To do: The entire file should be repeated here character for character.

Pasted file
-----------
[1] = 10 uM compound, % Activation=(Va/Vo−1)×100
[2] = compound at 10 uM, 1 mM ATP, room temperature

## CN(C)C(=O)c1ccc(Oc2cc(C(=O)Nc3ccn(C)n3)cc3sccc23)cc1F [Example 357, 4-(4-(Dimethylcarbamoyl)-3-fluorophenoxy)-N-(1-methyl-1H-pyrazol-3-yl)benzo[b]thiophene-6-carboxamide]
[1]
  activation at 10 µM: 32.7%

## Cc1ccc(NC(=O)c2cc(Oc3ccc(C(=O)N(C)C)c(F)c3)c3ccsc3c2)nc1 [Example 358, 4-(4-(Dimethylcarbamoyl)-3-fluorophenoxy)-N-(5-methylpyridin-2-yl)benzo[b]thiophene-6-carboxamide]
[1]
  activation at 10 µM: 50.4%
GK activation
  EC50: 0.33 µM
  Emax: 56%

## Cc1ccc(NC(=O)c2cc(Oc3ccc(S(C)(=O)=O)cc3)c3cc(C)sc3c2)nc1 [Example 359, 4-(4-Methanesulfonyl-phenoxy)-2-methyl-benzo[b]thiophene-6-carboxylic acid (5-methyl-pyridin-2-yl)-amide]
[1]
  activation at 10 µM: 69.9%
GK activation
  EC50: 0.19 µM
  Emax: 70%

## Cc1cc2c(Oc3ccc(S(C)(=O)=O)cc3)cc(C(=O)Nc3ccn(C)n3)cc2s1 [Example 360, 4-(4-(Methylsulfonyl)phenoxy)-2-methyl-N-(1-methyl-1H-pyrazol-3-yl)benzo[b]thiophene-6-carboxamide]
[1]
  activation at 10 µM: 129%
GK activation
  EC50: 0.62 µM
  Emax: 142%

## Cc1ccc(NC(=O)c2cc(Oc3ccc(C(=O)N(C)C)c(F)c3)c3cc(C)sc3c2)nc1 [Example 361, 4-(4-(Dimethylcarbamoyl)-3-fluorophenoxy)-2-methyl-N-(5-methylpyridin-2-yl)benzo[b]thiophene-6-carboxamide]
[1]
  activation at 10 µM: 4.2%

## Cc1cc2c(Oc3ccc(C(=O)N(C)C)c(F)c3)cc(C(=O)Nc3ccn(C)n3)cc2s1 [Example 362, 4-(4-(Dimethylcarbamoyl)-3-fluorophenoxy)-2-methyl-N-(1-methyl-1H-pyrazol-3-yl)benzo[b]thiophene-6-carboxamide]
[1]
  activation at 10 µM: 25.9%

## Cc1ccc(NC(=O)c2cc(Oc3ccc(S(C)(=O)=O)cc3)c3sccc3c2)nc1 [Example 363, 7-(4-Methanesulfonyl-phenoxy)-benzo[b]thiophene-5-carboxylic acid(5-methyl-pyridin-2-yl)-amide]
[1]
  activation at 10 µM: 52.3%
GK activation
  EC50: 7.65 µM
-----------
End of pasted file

[1] = 10 uM compound, % Activation=(Va/Vo−1)×100
[2] = compound at 10 uM, 1 mM ATP, room temperature

## CN(C)C(=O)c1ccc(Oc2cc(C(=O)Nc3ccn(C)n3)cc3sccc23)cc1F [Example 357, 4-(4-(Dimethylcarbamoyl)-3-fluorophenoxy)-N-(1-methyl-1H-pyrazol-3-yl)benzo[b]thiophene-6-carboxamide]
[1]
  activation at 10 µM: 32.7%

## Cc1ccc(NC(=O)c2cc(Oc3ccc(C(=O)N(C)C)c(F)c3)c3ccsc3c2)nc1 [Example 358, 4-(4-(Dimethylcarbamoyl)-3-fluorophenoxy)-N-(5-methylpyridin-2-yl)benzo[b]thiophene-6-carboxamide]
[1]
  activation at 10 µM: 50.4%
GK activation
  EC50: 0.33 µM
  Emax: 56%

## Cc1ccc(NC(=O)c2cc(Oc3ccc(S(C)(=O)=O)cc3)c3cc(C)sc3c2)nc1 [Example 359, 4-(4-Methanesulfonyl-phenoxy)-2-methyl-benzo[b]thiophene-6-carboxylic acid (5-methyl-pyridin-2-yl)-amide]
[1]
  activation at 10 µM: 69.9%
GK activation
  EC50: 0.19 µM
  Emax: 70%

## Cc1cc2c(Oc3ccc(S(C)(=O)=O)cc3)cc(C(=O)Nc3ccn(C)n3)cc2s1 [Example 360, 4-(4-(Methylsulfonyl)phenoxy)-2-methyl-N-(1-methyl-1H-pyrazol-3-yl)benzo[b]thiophene-6-carboxamide]
[1]
  activation at 10 µM: 129%
GK activation
  EC50: 0.62 µM
  Emax: 142%

## Cc1ccc(NC(=O)c2cc(Oc3ccc(C(=O)N(C)C)c(F)c3)c3cc(C)sc3c2)nc1 [Example 361, 4-(4-(Dimethylcarbamoyl)-3-fluorophenoxy)-2-methyl-N-(5-methylpyridin-2-yl)benzo[b]thiophene-6-carboxamide]
[1]
  activation at 10 µM: 4.2%

## Cc1cc2c(Oc3ccc(C(=O)N(C)C)c(F)c3)cc(C(=O)Nc3ccn(C)n3)cc2s1 [Example 362, 4-(4-(Dimethylcarbamoyl)-3-fluorophenoxy)-2-methyl-N-(1-methyl-1H-pyrazol-3-yl)benzo[b]thiophene-6-carboxamide]
[1]
  activation at 10 µM: 25.9%

## Cc1ccc(NC(=O)c2cc(Oc3ccc(S(C)(=O)=O)cc3)c3sccc3c2)nc1 [Example 363, 7-(4-Methanesulfonyl-phenoxy)-benzo[b]thiophene-5-carboxylic acid(5-methyl-pyridin-2-yl)-amide]
[1]
  activation at 10 µM: 52.3%
GK activation
  EC50: 7.65 µM